Main PDF FAQ page
Freeware postscript/PDF tutorial
Obtaining and installing the Adobe postscript distiller driver
Installing GSView and Ghostscript
Using GSView/Ghostscript to convert from postscript to PDF

Using the postscript driver to create a postscript file:
Setting the custom "paper size" inside the application:
If you do not need a custom page size, then proceed to printing to a file below.
If you have not yet defined a custom paper size for your postscript driver, instructions are here.

A lot of the following will seem redundant. It is intentionally so because the Adobe menus for postscript setting are complicated and things easily get reset unintentionally, causing problems with the output. We do a fair amount of double-checking before printing.

Windows 2000 (XP is similar):

We start by illustrating the process with Word97. Other applications may have their own interface to the printer settings but things will be similar.

Select the postscript driver as your printer (since it might not have been your default printer).
checking properties

Now we go back to Word and check the Page Setup to make sure we have selected our custom paper size:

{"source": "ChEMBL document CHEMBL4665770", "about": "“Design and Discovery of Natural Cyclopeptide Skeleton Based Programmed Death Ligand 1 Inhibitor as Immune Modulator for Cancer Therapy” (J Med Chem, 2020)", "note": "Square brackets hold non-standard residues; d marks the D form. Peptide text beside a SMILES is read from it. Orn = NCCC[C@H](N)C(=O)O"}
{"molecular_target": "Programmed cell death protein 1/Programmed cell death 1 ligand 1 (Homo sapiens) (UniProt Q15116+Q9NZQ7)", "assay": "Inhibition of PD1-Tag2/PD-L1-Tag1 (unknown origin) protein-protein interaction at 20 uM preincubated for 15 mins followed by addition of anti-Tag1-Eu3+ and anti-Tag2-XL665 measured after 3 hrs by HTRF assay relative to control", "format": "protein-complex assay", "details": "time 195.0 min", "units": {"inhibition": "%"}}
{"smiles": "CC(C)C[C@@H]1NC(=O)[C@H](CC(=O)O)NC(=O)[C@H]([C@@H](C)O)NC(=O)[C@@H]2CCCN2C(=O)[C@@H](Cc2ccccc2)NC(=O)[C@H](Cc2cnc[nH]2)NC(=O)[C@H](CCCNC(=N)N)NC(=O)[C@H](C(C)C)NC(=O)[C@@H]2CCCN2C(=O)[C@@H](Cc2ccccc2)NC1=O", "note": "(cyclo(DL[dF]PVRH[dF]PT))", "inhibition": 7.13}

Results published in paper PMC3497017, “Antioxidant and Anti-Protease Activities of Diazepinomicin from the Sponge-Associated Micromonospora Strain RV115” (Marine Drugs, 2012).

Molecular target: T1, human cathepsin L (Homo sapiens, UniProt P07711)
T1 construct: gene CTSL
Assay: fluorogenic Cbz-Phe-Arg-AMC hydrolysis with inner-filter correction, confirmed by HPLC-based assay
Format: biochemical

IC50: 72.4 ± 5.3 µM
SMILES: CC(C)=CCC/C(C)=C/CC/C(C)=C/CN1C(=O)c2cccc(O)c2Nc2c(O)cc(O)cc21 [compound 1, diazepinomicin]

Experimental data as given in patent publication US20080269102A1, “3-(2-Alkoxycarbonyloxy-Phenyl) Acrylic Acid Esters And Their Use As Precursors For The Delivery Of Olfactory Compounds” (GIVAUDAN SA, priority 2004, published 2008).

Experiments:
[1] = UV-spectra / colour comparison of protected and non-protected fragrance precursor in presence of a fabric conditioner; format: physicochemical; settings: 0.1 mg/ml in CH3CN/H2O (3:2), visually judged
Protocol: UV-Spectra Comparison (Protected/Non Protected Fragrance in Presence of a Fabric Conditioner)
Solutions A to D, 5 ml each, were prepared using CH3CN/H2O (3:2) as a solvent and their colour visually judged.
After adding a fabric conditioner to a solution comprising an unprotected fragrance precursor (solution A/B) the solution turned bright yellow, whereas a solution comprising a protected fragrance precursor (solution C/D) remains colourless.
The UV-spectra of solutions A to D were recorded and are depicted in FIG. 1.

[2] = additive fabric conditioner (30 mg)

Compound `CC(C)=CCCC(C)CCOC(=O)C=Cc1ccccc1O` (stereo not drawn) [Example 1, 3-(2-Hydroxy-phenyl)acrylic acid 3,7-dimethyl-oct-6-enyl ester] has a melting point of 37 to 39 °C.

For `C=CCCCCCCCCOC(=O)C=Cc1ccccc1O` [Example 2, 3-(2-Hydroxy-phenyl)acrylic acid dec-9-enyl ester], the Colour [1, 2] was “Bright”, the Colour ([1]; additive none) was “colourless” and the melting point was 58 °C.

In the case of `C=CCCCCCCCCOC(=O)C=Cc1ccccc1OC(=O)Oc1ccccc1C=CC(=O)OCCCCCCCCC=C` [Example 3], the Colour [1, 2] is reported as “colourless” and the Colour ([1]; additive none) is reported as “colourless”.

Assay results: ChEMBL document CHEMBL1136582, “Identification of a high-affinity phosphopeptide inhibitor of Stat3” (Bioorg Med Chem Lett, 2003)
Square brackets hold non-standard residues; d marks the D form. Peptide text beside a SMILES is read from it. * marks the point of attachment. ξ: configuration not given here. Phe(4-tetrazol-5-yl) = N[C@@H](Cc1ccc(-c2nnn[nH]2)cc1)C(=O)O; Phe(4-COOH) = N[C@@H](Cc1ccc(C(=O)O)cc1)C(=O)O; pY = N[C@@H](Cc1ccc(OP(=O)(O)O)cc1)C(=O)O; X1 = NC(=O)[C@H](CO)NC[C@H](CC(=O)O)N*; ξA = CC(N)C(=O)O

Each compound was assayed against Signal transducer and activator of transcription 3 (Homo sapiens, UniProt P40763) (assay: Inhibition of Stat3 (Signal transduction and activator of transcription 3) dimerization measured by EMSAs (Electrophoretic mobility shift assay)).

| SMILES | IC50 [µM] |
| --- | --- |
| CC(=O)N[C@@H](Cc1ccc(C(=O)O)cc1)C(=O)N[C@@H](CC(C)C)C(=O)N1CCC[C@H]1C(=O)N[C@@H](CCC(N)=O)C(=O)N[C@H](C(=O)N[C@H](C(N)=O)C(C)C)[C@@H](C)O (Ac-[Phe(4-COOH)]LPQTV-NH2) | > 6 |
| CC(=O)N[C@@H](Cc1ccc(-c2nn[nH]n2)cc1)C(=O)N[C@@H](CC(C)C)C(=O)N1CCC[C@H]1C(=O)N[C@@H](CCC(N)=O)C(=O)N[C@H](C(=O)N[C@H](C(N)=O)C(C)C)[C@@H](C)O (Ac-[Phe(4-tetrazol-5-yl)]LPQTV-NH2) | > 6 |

Under the "File" menu, choose Page Setup.
Page setup

Choose the custom paper size previously defined as a custom form.
Custom Paper Size

Click OK to get back to your word processing project. We are ready to print. Skip down the page to printing the file.

One more time:

This example uses WordPerfect.

First, select the postscript driver as your printer:
Win2K setup 4

Select the postscript driver that you installed:
Selecting the printer

Now you should be able to choose the custom page size from File=>Page Setup. If the size is not listed, you may have to select "New" and choose it from the drop down menu of sizes.
New page size

Choose "Size" drop down menu and then select the custom page size from the larger list of sizes (you may also need to enter in a name for this paper size). Finally, click OK.
New page size dropdown

Now you will be able to choose the custom paper size from the File=>Page Setup menu:
Win2K setup 5